Presentation on theme: "1 Child Care is not Child’s Play The Economic Impact of the Child Care and After-School Industry in Washington Jill Nishi, Director Office of Economic."— Presentation transcript:
1 Child Care is not Child’s Play The Economic Impact of the Child Care and After-School Industry in Washington Jill Nishi, Director Office of Economic Development City of Seattle Report prepared by the Northwest Finance Circle
2 Overview Economic impact of the child care industry Benefits of child care Market inefficiencies Recommendations
3 Defining child care Early childhood education: education & care of children birth to 5 – Licensed child care centers & homes – Preschool programs, Head Start, ECEAP School-age care: licensed & unlicensed programs for children ages 5-12 – Before & after school – Summer & school breaks Licensed care: meets state standards for health & safety Unlicensed care: programs not requiring a license – Part-time preschools – Family, friend & neighbor care – Arts & sports programs, tutoring, day camps, drop-in clubs
4 Washington’s child care industry Generates $836 million in revenue Creates more than 30,600 jobs Contributes to the infrastructure necessary to support a strong economy Provides long-term benefits – Prepares children to succeed in school – Sets foundation for a skilled productive work force of the future
5 Child care: generating revenue and creating jobs The child care industry contributes directly to our state and local economies. Over 9,000 licensed facilities create jobs and earn gross annual revenues of $836 million Licensed child care businesses EmployeesAnnual Wages Washington9,01230,600$566 M King County2,041 8,537$175 M Seattle 620 2,491$ 50 M Note: 2002 data
6 Child care: Washington industry employment comparison Manufacturing— aircraft and parts 76,874 Child Care56,900 Licensed: 30,600 Unlicensed: 26,300 Agriculture— crops 51,387 Apparel Retail24,204 Hotel23,791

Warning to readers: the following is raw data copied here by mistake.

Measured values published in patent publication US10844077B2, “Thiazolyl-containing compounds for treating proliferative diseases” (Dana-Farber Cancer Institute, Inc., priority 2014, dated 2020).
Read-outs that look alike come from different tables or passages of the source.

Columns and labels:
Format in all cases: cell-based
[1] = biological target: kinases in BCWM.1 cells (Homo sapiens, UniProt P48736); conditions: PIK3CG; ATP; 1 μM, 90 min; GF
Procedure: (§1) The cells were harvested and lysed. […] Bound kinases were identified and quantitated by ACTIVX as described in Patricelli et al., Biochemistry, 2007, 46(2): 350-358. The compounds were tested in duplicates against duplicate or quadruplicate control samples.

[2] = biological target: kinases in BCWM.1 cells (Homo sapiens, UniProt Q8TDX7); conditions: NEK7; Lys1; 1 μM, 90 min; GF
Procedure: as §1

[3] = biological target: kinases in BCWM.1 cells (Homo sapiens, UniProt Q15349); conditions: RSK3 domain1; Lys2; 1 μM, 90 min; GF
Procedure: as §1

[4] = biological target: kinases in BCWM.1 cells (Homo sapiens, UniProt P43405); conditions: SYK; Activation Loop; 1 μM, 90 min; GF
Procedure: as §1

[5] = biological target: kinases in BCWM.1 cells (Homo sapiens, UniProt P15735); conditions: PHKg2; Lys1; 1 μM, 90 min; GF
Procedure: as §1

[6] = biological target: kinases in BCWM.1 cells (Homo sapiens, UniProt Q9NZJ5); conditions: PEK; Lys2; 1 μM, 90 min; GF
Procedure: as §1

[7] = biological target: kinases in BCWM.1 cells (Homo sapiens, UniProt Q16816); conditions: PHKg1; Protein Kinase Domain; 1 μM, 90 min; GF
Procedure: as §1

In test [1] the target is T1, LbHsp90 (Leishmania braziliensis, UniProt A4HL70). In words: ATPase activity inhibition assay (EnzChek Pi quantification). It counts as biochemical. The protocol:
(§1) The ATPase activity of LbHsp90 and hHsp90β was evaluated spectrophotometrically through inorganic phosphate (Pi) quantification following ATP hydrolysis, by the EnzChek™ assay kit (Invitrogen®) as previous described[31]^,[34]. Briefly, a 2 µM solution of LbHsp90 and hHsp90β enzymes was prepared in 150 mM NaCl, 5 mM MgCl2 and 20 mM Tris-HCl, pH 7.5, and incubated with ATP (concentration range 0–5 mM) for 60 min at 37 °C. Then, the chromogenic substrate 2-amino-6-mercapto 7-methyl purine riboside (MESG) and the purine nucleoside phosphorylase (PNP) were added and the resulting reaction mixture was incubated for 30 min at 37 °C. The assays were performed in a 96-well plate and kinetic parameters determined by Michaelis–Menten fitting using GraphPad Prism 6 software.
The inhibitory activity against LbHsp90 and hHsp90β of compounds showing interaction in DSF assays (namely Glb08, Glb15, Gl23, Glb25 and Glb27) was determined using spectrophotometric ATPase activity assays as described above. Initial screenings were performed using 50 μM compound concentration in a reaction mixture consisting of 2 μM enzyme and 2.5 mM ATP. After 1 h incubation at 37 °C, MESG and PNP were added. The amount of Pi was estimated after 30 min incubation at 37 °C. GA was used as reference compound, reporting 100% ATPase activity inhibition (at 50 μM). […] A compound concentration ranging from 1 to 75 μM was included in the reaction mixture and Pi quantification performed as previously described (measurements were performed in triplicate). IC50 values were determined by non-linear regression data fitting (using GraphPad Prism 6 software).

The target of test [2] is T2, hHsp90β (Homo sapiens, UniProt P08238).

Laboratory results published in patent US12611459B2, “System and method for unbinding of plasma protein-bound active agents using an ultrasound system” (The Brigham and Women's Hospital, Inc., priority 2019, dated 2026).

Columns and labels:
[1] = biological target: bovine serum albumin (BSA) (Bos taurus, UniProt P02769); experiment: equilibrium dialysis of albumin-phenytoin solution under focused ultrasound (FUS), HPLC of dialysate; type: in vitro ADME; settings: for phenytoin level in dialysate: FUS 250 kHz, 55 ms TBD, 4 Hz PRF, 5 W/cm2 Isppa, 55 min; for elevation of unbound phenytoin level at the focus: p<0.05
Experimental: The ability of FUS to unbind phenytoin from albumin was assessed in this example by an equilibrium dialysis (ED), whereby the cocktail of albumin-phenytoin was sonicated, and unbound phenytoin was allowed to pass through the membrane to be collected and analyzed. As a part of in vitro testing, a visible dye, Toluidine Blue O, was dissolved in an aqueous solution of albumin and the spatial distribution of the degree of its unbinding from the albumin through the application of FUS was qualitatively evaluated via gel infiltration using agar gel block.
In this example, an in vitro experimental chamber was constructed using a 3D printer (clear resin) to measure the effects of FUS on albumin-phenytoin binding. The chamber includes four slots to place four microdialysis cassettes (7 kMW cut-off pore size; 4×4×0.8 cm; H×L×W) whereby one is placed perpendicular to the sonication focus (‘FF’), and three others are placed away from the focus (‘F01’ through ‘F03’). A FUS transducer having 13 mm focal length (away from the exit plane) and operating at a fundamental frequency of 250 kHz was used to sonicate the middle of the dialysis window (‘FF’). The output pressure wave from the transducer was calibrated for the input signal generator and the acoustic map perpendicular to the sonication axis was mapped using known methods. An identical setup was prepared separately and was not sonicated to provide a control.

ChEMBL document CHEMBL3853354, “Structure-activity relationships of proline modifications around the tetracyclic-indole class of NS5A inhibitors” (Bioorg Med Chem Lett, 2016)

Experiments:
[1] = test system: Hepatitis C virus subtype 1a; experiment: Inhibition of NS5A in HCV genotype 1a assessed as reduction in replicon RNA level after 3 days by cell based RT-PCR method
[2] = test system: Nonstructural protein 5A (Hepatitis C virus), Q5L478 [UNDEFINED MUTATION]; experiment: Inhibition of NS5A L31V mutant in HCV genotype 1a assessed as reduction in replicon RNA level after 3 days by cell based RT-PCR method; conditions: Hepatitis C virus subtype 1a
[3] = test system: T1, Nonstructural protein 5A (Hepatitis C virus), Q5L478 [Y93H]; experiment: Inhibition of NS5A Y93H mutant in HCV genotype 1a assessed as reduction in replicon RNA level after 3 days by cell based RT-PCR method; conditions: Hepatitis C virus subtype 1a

7 Child care: generating revenue and creating jobs The child care industry contributes to the economy through its spending in other sectors. Multiplier effect of child care labor income in Washington (2000) – Licensed child care employees earn $566 M in wages – These employees’ spending generates $1.64 B in other kinds of sales – Resulting in $65 M in taxes (sales and B&O)
8 Child care: generating revenue and creating jobs 2003 State of Washington invested $50M in child care Yielding a federal government match of $350M State child care investments brought $7 to Washington for every $1 invested
9 Consumer demand for child care 56% of employed parents use child care Working parents use an average of 26 hours a week for children birth to five; 16 hours a week for school-agers
10 Economic impact of working parents’ wages Parent Impact: $13 B in wages Average annual household earnings in Washington: $51,974 Families with at least one working parent: 250,000
11 Child care: increasing worker productivity By making employment possible for parents By helping working parents to be more productive By supporting businesses to attract and retain parents in low-and moderate-wage jobs.
12 Child care: increasing worker productivity Stable child care reduces employee absenteeism and improves productivity Child care problems cause working parents to miss days at work, arrive late, leave early or use work time to deal with these problems. Equivalent of 6 work days per year lost due to child care problems Cost to employers: $112.5 M/year